There are limits, content-wise, to what Valve will permit to be offered on Steam. In a uncommon (if quick) public assertion, Valve announced that the visible novel Rape Day (beforehand lined here) won’t ship on Steam. Still, they’re not making any change to their insurance policies, and took the chance to expound on that, briefly. Valve state that Rape Day “poses unknown costs and risks”, making it unsuitable for Steam, however reiterate that their function concerning moderation is reactionary – individuals are free to checklist what they may, however Valve reserve closing judgement on what can and can’t be offered.
While I’m not shocked that Rape Day has been pulled from the shop, Valve’s seemingly renewed dedication to their (virtually) something goes coverage has caught me without warning. I used to be truthfully anticipating the corporate to change or make clear on guidelines, setting exhausting limits on what’s or isn’t allowed. Instead, they’ve doubled down on the vagaries of their present system. While Rape Day was clearly pushing boundaries for the sake of shock worth, builders nonetheless have little concept of what’s really allowed or not. The game, deeply distasteful because it was, technically didn’t violate any guidelines as outlined.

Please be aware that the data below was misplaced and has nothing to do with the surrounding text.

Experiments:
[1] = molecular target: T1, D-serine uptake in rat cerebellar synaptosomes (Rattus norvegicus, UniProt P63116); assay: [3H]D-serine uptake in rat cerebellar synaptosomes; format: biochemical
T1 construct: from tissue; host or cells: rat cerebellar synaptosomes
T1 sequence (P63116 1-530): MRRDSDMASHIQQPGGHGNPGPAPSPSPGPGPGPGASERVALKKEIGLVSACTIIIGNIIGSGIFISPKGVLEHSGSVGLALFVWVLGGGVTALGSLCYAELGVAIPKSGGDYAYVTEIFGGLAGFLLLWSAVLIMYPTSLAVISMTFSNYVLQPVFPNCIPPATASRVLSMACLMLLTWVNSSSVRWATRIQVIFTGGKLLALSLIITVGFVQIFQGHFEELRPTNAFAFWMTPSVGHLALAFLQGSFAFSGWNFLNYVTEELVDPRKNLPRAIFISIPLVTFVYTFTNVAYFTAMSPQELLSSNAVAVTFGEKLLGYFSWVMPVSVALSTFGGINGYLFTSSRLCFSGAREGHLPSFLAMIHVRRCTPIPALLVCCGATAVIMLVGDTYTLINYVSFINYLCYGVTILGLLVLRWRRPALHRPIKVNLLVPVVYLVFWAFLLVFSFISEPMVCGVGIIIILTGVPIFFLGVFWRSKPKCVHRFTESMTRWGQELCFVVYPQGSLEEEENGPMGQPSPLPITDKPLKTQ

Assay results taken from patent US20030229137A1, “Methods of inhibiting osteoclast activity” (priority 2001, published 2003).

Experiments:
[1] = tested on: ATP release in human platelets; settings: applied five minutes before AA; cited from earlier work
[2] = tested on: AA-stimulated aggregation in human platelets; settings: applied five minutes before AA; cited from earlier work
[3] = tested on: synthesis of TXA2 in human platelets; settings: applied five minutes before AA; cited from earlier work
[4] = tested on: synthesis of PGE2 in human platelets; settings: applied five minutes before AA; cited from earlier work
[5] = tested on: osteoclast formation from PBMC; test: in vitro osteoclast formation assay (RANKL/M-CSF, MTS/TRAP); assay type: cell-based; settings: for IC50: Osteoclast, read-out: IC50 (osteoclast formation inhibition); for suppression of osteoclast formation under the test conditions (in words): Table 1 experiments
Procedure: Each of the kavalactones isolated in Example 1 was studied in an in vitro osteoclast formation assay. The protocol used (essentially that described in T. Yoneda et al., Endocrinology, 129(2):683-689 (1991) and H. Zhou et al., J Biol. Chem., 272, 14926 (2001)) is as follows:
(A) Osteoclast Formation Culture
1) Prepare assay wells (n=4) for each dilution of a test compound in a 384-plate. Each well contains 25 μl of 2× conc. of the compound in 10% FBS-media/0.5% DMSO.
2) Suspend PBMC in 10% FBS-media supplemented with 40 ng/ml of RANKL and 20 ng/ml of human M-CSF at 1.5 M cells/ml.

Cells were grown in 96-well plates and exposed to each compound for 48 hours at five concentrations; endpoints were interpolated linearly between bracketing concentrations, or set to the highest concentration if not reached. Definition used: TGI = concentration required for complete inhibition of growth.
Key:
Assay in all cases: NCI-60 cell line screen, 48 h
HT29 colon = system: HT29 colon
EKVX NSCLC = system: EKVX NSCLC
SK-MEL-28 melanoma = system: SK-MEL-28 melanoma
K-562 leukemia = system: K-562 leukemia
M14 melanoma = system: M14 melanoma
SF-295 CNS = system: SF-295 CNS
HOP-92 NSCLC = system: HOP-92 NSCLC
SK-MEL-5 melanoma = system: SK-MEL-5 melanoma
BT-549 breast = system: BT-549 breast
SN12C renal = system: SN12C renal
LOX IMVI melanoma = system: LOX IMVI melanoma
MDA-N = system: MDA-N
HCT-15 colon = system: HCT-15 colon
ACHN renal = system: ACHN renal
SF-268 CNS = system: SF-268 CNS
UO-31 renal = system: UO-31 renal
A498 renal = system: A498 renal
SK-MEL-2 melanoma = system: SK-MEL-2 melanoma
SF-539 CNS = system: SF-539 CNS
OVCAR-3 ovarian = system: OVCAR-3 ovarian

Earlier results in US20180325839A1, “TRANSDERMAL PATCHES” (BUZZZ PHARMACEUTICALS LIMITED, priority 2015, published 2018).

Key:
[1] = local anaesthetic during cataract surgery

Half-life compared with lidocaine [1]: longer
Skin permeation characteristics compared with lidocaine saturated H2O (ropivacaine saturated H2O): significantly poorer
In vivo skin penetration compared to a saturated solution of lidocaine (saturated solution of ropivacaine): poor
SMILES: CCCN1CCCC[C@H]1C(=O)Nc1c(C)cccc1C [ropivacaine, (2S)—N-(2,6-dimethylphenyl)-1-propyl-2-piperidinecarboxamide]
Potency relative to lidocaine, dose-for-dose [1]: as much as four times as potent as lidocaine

While broadly preferable to the darkish ages of Steam the place builders had little approach to know whether or not they’d have the ability to promote on the shop, the present system continues to be opaque to builders and clients. If a game has generated adequate controversy as to make it appear unpalatable to Valve, they will simply pull it from sale. While the priority over Rape Day was honest, I concern this can be a system ripe for abuse, and if the press could be manipulated into railing erroneously in opposition to one thing for lengthy sufficient, I concern Valve will react as they’ve right here. Clear guidelines would remedy so many issues right here.